A great place to start is George Gilder’s book, Wealth and Poverty.

In Wealth and Poverty, Gilder helps Americans see what’s gone wrong, why it’s gone wrong, and what can be done to restore the wealth that’s been stripped from you thanks to the costly welfare society created by government programs.

Gilder explains how, “The welfare culture is destroying the very fabric of American families.”

He notes, “The political elite’s war on private industry will only result in catastrophe.”

Most importantly, in Wealth and Poverty Gilder breaks down the massive scale of the economic crisis you now face and how you actually can – and, in fact, must – overcome it.

Steve Forbes calls this amazing book, “One of the great books of Western civilization, on par with Adam Smith’s The Wealth of Nations.

Rush Limbaugh says, “My friends, it would behoove you to study everything you can get your hands on by George Gilder, a true American genius.”

[from MONEY MORNING]

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As always, posted for your edification and enlightenment by

NORM ‘n’ AL, Minneapolis
normal@usa1usa.com
612.239.0970

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The American middle class is slowly disappearing. Where is it going? Downhill, to join the poverty-stricken…

Family Dollar is closing 370 stores Family Dollar closing stores When I learned of this, I was quite stunned. I knew that retailers that serve the middle class were really struggling right now, but I had no idea that things had gotten so bad for low end stores like Family Dollar. In the post-2008 era, dollar stores had generally been one of the few bright spots in the retail industry. As millions of Americans fell out of the middle class, they were looking to stretch their family budgets as far as possible, and dollar stores helped them do that. It would be great if we could say that the reason why Family Dollar is doing so poorly is because average Americans have more money now and have resumed shopping at retailers that target the middle class, but that is not happening. Rather, as you will see later in this article, things just continue to get even worse for Americans at the low end of the income scale. I was also surprised to learn that Coldwater Creek is closing all of their stores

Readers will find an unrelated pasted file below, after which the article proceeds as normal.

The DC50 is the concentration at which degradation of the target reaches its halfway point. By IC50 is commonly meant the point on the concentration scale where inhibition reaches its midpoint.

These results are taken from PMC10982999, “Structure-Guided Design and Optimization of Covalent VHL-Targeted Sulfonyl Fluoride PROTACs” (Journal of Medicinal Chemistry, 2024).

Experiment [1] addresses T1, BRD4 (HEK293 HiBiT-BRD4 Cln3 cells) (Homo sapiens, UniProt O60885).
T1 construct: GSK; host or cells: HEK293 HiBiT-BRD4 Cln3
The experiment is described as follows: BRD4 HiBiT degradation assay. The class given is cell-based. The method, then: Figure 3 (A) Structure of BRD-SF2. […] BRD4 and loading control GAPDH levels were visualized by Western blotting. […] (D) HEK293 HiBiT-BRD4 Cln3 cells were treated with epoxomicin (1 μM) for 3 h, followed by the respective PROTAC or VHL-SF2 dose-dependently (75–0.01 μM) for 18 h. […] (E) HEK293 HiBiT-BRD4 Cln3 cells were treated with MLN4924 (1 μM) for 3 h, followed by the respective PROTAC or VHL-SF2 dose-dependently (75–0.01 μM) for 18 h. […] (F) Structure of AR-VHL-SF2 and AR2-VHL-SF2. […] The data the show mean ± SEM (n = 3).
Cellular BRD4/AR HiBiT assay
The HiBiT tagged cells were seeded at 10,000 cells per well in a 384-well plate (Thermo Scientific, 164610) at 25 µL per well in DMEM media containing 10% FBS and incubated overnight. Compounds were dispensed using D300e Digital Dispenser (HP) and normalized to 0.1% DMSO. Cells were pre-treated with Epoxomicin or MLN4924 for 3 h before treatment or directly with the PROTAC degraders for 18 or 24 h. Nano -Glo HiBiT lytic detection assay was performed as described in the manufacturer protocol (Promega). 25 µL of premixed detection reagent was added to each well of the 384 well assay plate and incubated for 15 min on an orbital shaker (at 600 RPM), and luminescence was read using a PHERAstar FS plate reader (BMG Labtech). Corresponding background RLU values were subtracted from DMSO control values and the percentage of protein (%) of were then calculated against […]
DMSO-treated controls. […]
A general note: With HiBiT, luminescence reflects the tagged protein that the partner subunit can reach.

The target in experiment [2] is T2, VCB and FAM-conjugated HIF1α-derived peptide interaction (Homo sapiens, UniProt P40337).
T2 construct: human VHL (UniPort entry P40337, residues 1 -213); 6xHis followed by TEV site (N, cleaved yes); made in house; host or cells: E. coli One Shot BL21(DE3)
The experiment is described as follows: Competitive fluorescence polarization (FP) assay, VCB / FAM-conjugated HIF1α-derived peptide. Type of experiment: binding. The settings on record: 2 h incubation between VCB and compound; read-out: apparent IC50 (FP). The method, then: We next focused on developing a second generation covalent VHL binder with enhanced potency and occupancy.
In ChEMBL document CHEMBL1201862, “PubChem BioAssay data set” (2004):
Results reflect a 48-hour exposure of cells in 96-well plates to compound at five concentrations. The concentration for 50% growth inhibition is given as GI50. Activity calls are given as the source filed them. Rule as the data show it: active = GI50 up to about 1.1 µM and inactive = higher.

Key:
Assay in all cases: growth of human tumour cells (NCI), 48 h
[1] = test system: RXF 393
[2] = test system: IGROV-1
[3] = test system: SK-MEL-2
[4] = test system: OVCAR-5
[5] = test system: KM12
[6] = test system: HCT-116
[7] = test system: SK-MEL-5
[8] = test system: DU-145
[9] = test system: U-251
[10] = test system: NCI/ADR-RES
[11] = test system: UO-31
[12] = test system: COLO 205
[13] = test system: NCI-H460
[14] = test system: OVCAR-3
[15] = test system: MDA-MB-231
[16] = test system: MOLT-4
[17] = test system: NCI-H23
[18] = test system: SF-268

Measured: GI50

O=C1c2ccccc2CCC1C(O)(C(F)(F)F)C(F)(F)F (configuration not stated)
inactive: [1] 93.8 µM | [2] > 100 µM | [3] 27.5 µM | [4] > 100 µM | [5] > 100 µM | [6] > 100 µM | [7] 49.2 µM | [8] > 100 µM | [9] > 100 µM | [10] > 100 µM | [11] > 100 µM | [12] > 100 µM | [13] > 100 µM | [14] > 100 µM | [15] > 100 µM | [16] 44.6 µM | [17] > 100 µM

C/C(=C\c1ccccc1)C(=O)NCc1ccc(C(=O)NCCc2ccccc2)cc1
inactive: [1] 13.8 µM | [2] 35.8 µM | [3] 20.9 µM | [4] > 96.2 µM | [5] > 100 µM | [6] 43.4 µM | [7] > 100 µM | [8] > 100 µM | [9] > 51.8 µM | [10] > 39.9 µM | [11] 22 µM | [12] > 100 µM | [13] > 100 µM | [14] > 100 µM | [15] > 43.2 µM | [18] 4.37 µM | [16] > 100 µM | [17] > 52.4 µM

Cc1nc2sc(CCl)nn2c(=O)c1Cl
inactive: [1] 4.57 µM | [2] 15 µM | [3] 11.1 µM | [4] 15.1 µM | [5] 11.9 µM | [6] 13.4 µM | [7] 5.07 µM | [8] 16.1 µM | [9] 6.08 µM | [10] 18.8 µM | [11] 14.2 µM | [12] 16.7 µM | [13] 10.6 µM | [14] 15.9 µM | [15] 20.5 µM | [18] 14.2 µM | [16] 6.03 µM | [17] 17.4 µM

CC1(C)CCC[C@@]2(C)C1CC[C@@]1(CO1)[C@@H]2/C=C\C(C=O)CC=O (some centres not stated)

Women’s clothing retailer Coldwater Creek Inc. on Friday filed for Chapter 11 bankruptcy after failing to find a buyer said it plans to close its stores by early summer. Coldwater Creek joins other retailers to seek protection from creditors in recent months as consumers keep a lid on spending. The company said it plans to wind down its operations over the coming months and begin going-out-of-business sales in early May, before the traditionally busy Mother’s Day weekend. Coldwater Creek, which has 365 stores and employs about 6,000 people, has five stores in Maryland.

I remember browsing through a Coldwater Creek with my wife and mother-in-law just last year. At the time, my mother-in-law was excited about getting one of their catalogs. But now Coldwater Creek is going out of business, and all that will be left of that store is a big, ugly, empty space. Of course the fact that a couple of major retailers are closing stores is nothing new. This kind of thing happens year after year. But what we are witnessing right now is really quite startling. So many retailers are closing so many stores that it is being called a “retail apocalypse”. In a previous article entitled “This Is What Employment In America Really Looks Like…“, I detailed how major U.S. retailers have already announced the closing of thousands of stores so far this year.  If the economy really was “getting better”, this should not be happening. So why are so many stores closing? Well, the truth is that it is because the middle class is dying. With each passing day, more Americans lose their place in the middle class and fall into poverty. The following is an excerpt from the story of one man that this has happened to. His recent piece in the Huffington Post was entitled “Next Friday, I’ll Be Living In My Car“…

For the past 13 years, I’ve mostly been doing facility management in several locations across the state. After the position turned into more of a sales role, they laid me off. Since then, I’ve been looking to find any type of work. I’ve applied for food stamps, and I’m waiting for that. I’m mostly eating soup from a food pantry. I’ve been on several interviews — second, third, fourth interviews — and just haven’t been able to land a job for whatever reason. I definitely have the qualifications and the experience. Last week, I had a job offer that I thought was secure, and we were talking my work schedule. They decided to call me back and go with an assistant rather than a manager. For a number of applications, I’ve dumbed down my resume. I don’t even go with a resume sometimes, just because I don’t want them to know that I’m educated and have a master’s degree. It shoots me in the foot. They don’t want me because they don’t think I’m going to stay. I don’t blame them.I was making six figures at $60-70 an hour. Now, I’m looking for a $10 an hour job.